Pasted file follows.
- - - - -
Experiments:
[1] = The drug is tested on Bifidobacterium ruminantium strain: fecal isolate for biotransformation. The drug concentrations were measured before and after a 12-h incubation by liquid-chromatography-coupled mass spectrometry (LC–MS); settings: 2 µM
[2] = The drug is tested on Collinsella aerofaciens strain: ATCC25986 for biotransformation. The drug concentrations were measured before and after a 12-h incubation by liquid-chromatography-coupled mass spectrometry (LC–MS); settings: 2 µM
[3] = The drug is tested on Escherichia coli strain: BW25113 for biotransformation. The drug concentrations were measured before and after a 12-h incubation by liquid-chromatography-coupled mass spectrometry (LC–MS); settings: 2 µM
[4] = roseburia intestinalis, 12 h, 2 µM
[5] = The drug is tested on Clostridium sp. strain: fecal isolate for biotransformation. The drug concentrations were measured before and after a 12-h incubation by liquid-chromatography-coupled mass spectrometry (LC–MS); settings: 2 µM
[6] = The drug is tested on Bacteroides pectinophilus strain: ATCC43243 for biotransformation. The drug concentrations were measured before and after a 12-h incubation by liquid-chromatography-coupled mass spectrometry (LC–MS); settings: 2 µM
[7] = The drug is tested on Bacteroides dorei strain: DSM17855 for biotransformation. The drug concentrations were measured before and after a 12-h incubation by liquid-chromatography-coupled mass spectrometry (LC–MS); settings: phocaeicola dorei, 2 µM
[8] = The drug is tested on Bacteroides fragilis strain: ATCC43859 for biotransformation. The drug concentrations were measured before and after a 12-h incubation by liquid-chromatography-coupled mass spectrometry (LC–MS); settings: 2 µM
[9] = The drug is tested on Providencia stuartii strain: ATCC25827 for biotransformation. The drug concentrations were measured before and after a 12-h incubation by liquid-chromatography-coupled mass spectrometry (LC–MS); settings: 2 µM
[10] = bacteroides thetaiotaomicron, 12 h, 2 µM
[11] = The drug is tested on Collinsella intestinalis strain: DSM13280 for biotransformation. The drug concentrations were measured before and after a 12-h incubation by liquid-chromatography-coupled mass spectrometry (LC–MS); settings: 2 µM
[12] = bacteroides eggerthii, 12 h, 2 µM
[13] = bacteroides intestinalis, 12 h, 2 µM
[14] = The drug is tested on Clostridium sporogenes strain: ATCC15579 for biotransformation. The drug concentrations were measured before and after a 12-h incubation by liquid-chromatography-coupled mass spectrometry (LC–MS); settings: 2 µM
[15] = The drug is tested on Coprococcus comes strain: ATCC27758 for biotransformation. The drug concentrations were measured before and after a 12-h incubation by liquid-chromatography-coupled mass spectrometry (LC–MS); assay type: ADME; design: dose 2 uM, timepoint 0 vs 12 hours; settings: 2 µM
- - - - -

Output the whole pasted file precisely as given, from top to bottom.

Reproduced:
Experiments:
[1] = The drug is tested on Bifidobacterium ruminantium strain: fecal isolate for biotransformation. The drug concentrations were measured before and after a 12-h incubation by liquid-chromatography-coupled mass spectrometry (LC–MS); settings: 2 µM
[2] = The drug is tested on Collinsella aerofaciens strain: ATCC25986 for biotransformation. The drug concentrations were measured before and after a 12-h incubation by liquid-chromatography-coupled mass spectrometry (LC–MS); settings: 2 µM
[3] = The drug is tested on Escherichia coli strain: BW25113 for biotransformation. The drug concentrations were measured before and after a 12-h incubation by liquid-chromatography-coupled mass spectrometry (LC–MS); settings: 2 µM
[4] = roseburia intestinalis, 12 h, 2 µM
[5] = The drug is tested on Clostridium sp. strain: fecal isolate for biotransformation. The drug concentrations were measured before and after a 12-h incubation by liquid-chromatography-coupled mass spectrometry (LC–MS); settings: 2 µM
[6] = The drug is tested on Bacteroides pectinophilus strain: ATCC43243 for biotransformation. The drug concentrations were measured before and after a 12-h incubation by liquid-chromatography-coupled mass spectrometry (LC–MS); settings: 2 µM
[7] = The drug is tested on Bacteroides dorei strain: DSM17855 for biotransformation. The drug concentrations were measured before and after a 12-h incubation by liquid-chromatography-coupled mass spectrometry (LC–MS); settings: phocaeicola dorei, 2 µM
[8] = The drug is tested on Bacteroides fragilis strain: ATCC43859 for biotransformation. The drug concentrations were measured before and after a 12-h incubation by liquid-chromatography-coupled mass spectrometry (LC–MS); settings: 2 µM
[9] = The drug is tested on Providencia stuartii strain: ATCC25827 for biotransformation. The drug concentrations were measured before and after a 12-h incubation by liquid-chromatography-coupled mass spectrometry (LC–MS); settings: 2 µM
[10] = bacteroides thetaiotaomicron, 12 h, 2 µM
[11] = The drug is tested on Collinsella intestinalis strain: DSM13280 for biotransformation. The drug concentrations were measured before and after a 12-h incubation by liquid-chromatography-coupled mass spectrometry (LC–MS); settings: 2 µM
[12] = bacteroides eggerthii, 12 h, 2 µM
[13] = bacteroides intestinalis, 12 h, 2 µM
[14] = The drug is tested on Clostridium sporogenes strain: ATCC15579 for biotransformation. The drug concentrations were measured before and after a 12-h incubation by liquid-chromatography-coupled mass spectrometry (LC–MS); settings: 2 µM
[15] = The drug is tested on Coprococcus comes strain: ATCC27758 for biotransformation. The drug concentrations were measured before and after a 12-h incubation by liquid-chromatography-coupled mass spectrometry (LC–MS); assay type: ADME; design: dose 2 uM, timepoint 0 vs 12 hours; settings: 2 µM